Everything You Wanted to Know About Czech Beads

One of the most beautiful, popular, and ancient types of beads is the Czech glass bead. You have probably encountered it during your search for beads and jewelry supplies for your projects. You may, however, not be familiar with the long history of these beads, nor their usefulness today. Here is a comprehensive look at these beads and jewelry supplies.

 

Czech beads predate the Czech Republic.

When we say that Czech glass beads are ancient, we mean that they originated long before the Czech Republic, after which they are named. In the 1550s, the Czech Republic was known as Bohemia. It was there that glass beadmaking sprang up, specifically in the cities of Jablonec, Stanovsko, and Bedrichov.

Production of glass beads began in ancient Egypt, and many cultures have successfully adopted the practice over the centuries. However, glass beads became particularly beloved and successful in Bohemia/Czech Republic because of the area’s abundant resources of water, quartz, and sand.

There were other factors that contributed to the success of glass beads. The Bohemian people (and later the Czech people) demonstrated a singular creativity and inquisitiveness that allowed them to experiment with the process of making glass beads. These experiments yielded techniques for perfecting glass beads that made the Czech beads famous for their beauty, variety, and consistently high quality.

Czech glass beads

Czech beads were originally created by cottage artisans.

The Czech Republic possesses a reputation as one of the world’s leading glass bead manufacturers. Its success, however, is a result not of big factories and stores, but of cottage artisans. Families would set up glass beadmaking in their cottages. Sometimes, the machinery would take the place of furniture in the small dwellings. Even after large jewelry manufacturing plants burgeoned, cottage artisans would provide the beads these plants used in their work.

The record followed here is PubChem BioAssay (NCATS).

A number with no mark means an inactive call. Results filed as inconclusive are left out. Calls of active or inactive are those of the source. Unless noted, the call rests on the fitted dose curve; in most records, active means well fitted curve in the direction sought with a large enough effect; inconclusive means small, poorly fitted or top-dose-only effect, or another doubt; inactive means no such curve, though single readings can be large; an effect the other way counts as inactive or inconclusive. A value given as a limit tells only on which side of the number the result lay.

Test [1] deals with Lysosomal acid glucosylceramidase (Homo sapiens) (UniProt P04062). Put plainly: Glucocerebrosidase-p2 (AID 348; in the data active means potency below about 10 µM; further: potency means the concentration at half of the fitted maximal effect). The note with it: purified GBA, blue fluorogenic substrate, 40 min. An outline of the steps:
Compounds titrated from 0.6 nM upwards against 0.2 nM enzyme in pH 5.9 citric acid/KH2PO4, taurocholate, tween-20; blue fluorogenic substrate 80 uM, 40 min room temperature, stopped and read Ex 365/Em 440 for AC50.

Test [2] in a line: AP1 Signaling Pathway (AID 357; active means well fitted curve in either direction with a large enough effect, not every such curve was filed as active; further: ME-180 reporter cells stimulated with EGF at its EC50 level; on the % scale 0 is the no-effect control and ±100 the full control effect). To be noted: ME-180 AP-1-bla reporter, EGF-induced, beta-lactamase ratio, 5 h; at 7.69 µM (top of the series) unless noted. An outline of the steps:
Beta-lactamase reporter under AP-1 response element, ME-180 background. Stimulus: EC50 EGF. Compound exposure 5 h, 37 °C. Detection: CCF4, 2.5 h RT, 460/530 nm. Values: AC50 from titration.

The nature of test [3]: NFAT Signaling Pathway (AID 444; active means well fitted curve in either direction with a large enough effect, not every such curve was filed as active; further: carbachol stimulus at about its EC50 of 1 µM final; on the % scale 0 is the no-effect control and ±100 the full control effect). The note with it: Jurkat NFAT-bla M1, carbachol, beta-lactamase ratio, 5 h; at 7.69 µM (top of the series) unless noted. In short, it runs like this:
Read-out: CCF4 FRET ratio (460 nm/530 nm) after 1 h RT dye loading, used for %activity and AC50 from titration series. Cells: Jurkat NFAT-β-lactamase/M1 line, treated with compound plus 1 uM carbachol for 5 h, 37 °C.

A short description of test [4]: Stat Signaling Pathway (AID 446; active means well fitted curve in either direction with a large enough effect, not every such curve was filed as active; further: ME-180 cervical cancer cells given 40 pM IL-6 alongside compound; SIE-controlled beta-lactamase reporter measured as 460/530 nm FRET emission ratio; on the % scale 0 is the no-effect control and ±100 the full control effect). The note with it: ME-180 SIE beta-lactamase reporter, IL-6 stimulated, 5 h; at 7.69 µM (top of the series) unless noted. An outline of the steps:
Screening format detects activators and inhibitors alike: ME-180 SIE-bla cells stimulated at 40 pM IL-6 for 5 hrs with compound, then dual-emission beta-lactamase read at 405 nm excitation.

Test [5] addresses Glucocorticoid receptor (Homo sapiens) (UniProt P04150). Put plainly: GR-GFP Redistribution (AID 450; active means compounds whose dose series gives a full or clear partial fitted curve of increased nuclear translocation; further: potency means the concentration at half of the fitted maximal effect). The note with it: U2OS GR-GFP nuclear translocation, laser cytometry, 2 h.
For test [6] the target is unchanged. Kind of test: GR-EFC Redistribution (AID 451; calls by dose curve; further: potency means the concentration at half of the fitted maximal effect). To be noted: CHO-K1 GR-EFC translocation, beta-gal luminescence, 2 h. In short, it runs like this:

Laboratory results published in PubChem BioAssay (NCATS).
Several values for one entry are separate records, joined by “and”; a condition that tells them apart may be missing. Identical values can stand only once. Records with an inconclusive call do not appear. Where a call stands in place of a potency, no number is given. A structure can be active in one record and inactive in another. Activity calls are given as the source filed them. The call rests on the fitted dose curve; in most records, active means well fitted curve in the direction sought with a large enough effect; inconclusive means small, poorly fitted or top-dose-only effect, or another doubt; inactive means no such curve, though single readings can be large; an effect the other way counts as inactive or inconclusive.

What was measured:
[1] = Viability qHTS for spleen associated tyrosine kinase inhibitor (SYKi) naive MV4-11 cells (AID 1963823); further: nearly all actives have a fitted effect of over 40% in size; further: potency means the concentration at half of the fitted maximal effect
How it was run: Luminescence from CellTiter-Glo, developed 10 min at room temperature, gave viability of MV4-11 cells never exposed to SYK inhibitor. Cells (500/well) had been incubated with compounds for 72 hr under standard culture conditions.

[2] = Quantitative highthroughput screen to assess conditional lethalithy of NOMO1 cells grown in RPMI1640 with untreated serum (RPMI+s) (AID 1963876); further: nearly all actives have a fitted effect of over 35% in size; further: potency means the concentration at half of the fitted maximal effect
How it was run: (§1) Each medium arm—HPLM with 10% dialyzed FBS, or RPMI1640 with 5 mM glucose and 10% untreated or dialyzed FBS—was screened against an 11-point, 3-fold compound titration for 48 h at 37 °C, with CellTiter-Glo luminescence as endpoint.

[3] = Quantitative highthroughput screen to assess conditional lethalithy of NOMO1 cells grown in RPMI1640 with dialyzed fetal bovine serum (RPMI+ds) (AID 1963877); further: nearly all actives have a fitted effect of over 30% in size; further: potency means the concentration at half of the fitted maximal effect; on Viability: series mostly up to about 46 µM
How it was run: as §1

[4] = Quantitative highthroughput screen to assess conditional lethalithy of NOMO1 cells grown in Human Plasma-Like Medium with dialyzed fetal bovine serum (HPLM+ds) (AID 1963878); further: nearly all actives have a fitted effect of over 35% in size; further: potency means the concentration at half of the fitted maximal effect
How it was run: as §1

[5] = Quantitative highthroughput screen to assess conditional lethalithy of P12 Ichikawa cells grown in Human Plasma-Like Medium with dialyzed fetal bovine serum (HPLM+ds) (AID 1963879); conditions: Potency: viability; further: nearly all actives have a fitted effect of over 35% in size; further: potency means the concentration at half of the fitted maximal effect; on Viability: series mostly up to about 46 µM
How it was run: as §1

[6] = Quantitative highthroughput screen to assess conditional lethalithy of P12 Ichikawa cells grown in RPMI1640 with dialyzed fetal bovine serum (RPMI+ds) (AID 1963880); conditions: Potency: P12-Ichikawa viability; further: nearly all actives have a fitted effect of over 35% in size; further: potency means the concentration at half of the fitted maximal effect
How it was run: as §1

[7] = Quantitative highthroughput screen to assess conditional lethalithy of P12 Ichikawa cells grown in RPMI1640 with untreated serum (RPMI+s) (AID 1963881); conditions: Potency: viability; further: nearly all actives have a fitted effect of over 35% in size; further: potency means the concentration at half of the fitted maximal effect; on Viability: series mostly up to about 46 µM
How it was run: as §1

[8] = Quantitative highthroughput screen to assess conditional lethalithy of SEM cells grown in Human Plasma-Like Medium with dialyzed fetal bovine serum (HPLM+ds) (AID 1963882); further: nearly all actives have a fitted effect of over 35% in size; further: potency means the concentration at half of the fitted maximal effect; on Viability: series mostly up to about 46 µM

Even today, the cottage industry is an essential link in the creation of Czech beads. Often, for example, families take the beads after they are produced and string them for the factories. This collaborative process creates income for these families and maintains the beads’ link to the small business environment in which they were originally created.

 

Czech beads are famous for their quality.

When looking for beads and jewelry supplies, you want high quality materials that will last a long time. You also want beads that are uniform and beautiful. The beads, after all, lend their beauty and durability to your work. The better the bead, the better the finished product.

“BEAD MAKING MACHINE.” BEAD COLLECTOR NETWORK, JULY 2012

This is why Czech beads are in such high demand. While they sometimes sell for significantly more than do other types of beads, artisans still snap them up in large quantities simply because they are great beads. In particular, they are known for their consistent shape, size, and beauty.

The Czech people perfected the art of glass beadmaking through experimentation and by adopting the latest manufacturing machinery and methods. Thanks to these centuries of experience and advancement, Czech beads are durable, reliably shaped, extremely smooth, and available in a huge array of shapes, sizes, and colors for any jewelry making project you have. From seed beads to large beads, you can find beautiful beads and jewelry supplies in the form of Czech beads.

 

Czech glass beads are made from pressed, fire-polished glass.

Two terms are important in understanding Czech glass beads. The first is pressed glass. Artisans create these beads by taking heated glass and pressing it into a mold. The glass, since it is so hot, takes the shape of the mold.

Once cooled, the bead can then be faceted into its finished shape. Artisans use machinery to polish the beads today, but originally, this process occurred by hand. The process of pressing glass into beads is as ancient as the process of bead making in the Czech Republic.

The second term is fire-polished. Typically, an artisan polishes a bead by hand or with machinery to make it smooth and shiny. Often, this process occurs by rubbing the bead repeatedly until all roughness wears away.

First polishing, however, uses heat to polish the bead. After faceting, the bead is heated. As it heats, the bead develops a smooth sheen. This sheen remains as the bead cools down. Fire polishing gives the bead its distinctive smooth feel and beautiful glow. It is also a more difficult technique to perfect, because the effect of the fire on the bead is more difficult to control.

 

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